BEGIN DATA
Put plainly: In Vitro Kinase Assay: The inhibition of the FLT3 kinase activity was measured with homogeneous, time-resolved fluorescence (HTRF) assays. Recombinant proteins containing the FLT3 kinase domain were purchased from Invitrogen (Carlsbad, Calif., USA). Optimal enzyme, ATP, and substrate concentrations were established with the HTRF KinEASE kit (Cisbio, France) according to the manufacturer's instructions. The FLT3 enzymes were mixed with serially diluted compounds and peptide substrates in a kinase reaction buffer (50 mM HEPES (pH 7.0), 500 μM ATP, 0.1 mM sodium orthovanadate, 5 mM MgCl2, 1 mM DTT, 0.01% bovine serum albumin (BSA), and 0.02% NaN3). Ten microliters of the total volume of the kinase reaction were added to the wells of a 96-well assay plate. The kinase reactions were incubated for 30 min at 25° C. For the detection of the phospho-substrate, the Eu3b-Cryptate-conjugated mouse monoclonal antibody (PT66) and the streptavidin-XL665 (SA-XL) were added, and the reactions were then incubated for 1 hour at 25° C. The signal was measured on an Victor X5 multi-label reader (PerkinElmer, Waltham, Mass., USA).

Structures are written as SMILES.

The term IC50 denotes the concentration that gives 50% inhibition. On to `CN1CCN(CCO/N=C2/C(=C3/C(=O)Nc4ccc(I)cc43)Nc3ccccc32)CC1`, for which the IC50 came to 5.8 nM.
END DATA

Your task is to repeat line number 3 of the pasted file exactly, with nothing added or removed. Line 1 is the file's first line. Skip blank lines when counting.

The term IC50 denotes the concentration that gives 50% inhibition. On to `CN1CCN(CCO/N=C2/C(=C3/C(=O)Nc4ccc(I)cc43)Nc3ccccc32)CC1`, for which the IC50 came to 5.8 nM.